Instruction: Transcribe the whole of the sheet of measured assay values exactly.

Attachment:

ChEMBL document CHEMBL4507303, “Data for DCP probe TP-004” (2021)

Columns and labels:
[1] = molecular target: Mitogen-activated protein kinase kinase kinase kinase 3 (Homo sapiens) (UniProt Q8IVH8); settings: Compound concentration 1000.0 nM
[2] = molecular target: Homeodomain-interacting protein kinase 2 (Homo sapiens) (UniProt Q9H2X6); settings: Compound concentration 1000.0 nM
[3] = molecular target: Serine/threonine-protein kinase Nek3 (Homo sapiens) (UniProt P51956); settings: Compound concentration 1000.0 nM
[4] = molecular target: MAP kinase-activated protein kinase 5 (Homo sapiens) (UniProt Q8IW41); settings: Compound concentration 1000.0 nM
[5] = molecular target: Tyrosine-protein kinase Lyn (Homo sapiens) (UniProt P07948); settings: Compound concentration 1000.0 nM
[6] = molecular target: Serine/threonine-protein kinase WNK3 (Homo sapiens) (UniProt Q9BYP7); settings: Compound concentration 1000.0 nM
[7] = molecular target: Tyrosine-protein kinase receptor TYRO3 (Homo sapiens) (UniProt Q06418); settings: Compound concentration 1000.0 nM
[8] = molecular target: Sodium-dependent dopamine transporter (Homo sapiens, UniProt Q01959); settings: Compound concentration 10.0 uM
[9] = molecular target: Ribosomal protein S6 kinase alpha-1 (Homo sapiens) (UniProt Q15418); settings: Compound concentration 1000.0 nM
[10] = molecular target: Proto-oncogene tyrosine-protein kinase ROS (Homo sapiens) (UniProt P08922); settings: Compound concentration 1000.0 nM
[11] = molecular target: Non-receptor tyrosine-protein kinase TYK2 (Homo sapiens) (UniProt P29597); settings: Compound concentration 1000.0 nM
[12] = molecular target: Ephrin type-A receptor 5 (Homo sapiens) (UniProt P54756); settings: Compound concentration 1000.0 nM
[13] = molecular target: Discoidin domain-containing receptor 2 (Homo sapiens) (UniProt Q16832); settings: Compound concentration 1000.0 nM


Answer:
ChEMBL document CHEMBL4507303, “Data for DCP probe TP-004” (2021)

Columns and labels:
[1] = molecular target: Mitogen-activated protein kinase kinase kinase kinase 3 (Homo sapiens) (UniProt Q8IVH8); settings: Compound concentration 1000.0 nM
[2] = molecular target: Homeodomain-interacting protein kinase 2 (Homo sapiens) (UniProt Q9H2X6); settings: Compound concentration 1000.0 nM
[3] = molecular target: Serine/threonine-protein kinase Nek3 (Homo sapiens) (UniProt P51956); settings: Compound concentration 1000.0 nM
[4] = molecular target: MAP kinase-activated protein kinase 5 (Homo sapiens) (UniProt Q8IW41); settings: Compound concentration 1000.0 nM
[5] = molecular target: Tyrosine-protein kinase Lyn (Homo sapiens) (UniProt P07948); settings: Compound concentration 1000.0 nM
[6] = molecular target: Serine/threonine-protein kinase WNK3 (Homo sapiens) (UniProt Q9BYP7); settings: Compound concentration 1000.0 nM
[7] = molecular target: Tyrosine-protein kinase receptor TYRO3 (Homo sapiens) (UniProt Q06418); settings: Compound concentration 1000.0 nM
[8] = molecular target: Sodium-dependent dopamine transporter (Homo sapiens, UniProt Q01959); settings: Compound concentration 10.0 uM
[9] = molecular target: Ribosomal protein S6 kinase alpha-1 (Homo sapiens) (UniProt Q15418); settings: Compound concentration 1000.0 nM
[10] = molecular target: Proto-oncogene tyrosine-protein kinase ROS (Homo sapiens) (UniProt P08922); settings: Compound concentration 1000.0 nM
[11] = molecular target: Non-receptor tyrosine-protein kinase TYK2 (Homo sapiens) (UniProt P29597); settings: Compound concentration 1000.0 nM
[12] = molecular target: Ephrin type-A receptor 5 (Homo sapiens) (UniProt P54756); settings: Compound concentration 1000.0 nM
[13] = molecular target: Discoidin domain-containing receptor 2 (Homo sapiens) (UniProt Q16832); settings: Compound concentration 1000.0 nM